[0032] Yet another advantage of inorganic molten salt hydrates over organic Ionic Liquid media is the temperature resistance of the former. This is of particular interest when the dissolved cellulose is further processed at elevated temperatures. For example, the pyrolysis of cellulose requires temperatures in excess of 300 °C, at which many organic Ionic Liquid media are thermally unstable.

[0033] Preferably the process comprises the further step (iv) of removing at least part of the dissolved cellulose. This step (iv) can comprise precipitation of the dissolved cellulose; derivatization of the dissolved cellulose, followed by precipitation of the cellulose derivative; or chemical conversion of the dissolved cellulose, preferably to a reaction product that is insoluble in the Ionic Liquid medium.

[0034] In one embodiment cellulose is regenerated from the solution by mixing the solution with a coagulant, or non-solvent, for cellulose. Examples of suitable non-solvents include water and the lower alcohols, in particular ethanol and methanol.

[0035] In an alternate embodiment the dissolved cellulose is derivatized in situ, for example to cellulose acetate. The term "derivatization" as used herein refers to any chemical reaction that changes the chemical nature of cellulose, while leaving the cellulose backbone structure in tact. The cellulose derivative may be insoluble in the Ionic Liquid medium, in which case it spontaneously precipitates from the solution. If the cellulose derivative is soluble in the Ionic Liquid medium it can be removed therefrom by mixing the Ionic Liquid medium with a non-solvent for the derivative. In general, water and the lower alcohols are suitable non-solvents.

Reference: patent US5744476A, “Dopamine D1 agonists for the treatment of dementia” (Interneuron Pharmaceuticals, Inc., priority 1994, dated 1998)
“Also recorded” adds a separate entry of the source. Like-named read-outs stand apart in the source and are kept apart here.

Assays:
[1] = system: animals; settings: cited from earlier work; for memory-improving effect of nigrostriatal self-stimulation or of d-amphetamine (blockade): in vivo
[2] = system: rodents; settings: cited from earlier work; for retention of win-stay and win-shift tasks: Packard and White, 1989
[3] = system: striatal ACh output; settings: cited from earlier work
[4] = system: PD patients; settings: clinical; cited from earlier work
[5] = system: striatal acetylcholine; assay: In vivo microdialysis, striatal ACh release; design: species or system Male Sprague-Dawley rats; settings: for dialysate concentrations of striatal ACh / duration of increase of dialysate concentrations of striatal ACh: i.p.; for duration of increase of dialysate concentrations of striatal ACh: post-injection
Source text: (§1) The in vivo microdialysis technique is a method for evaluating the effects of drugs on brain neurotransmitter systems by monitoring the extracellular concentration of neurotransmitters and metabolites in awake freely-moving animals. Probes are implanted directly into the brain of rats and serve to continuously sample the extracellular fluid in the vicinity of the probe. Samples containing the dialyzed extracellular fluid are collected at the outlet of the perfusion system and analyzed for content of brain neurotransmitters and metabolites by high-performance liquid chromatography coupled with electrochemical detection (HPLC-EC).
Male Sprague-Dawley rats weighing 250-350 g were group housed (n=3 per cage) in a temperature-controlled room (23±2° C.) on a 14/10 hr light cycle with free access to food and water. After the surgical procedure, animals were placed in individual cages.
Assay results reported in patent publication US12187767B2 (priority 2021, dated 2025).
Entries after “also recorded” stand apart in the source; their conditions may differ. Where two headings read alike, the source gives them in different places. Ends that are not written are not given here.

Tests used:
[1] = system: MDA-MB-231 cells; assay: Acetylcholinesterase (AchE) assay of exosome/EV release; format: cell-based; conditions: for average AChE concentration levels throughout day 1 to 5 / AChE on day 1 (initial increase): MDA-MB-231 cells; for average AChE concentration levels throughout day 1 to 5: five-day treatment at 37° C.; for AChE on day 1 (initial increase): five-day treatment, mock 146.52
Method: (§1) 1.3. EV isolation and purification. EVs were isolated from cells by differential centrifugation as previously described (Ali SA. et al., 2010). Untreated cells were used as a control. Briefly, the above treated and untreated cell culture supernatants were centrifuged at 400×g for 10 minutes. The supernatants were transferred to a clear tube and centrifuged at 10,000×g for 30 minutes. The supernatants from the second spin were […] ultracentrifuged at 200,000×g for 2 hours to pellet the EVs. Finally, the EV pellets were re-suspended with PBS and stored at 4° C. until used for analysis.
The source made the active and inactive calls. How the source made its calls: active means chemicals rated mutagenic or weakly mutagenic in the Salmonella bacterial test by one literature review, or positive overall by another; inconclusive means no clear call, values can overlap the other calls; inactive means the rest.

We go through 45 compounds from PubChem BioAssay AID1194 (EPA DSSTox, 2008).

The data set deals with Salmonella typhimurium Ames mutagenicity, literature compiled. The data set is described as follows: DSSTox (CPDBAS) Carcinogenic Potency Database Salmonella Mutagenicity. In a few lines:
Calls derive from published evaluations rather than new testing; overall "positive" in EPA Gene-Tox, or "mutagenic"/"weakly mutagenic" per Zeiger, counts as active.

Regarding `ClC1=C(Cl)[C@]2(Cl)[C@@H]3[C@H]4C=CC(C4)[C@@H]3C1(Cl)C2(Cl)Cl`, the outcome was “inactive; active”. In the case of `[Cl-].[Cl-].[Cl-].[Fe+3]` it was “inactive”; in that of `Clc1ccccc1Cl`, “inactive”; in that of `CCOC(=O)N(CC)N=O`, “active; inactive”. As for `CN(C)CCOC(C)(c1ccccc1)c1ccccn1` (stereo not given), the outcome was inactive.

[0036] In yet another embodiment dissolved cellulose is chemically converted to a reaction product that is insoluble in the Ionic Liquid medium. For example, cellulose can be hydrolyzed in solution to glucose. In turn, glucose can be converted, using a sequence of hydrogenation and dehydration steps, to isosorbide, which is insoluble in most Ionic Liquid media.

[0037] In a preferred embodiment the process comprises the additional step (v) of

regenerating the Ionic Liquid medium obtained in step (iv). This additional regeneration step can comprise removing water from the Ionic Liquid medium. The regeneration step can comprise removing undissolved material from the Ionic Liquid medium.

[0038] The removal of water can generally be accomplished by distillation. For example, step (iv) may be carried out under increased pressure, at temperatures exceeding 100 °C. By releasing the pressure while the temperature of the Ionic Liquid medium is maintained above 100 °C, water is flashed off in a process sometimes referred to as flash-distillation.

[0039] After regeneration the Ionic Liquid medium may be recycled to step (iii) of the

process. This feature is particularly useful if the process is conducted in continuous mode. It will be understood, however, that the process can be conducted in batch mode as well.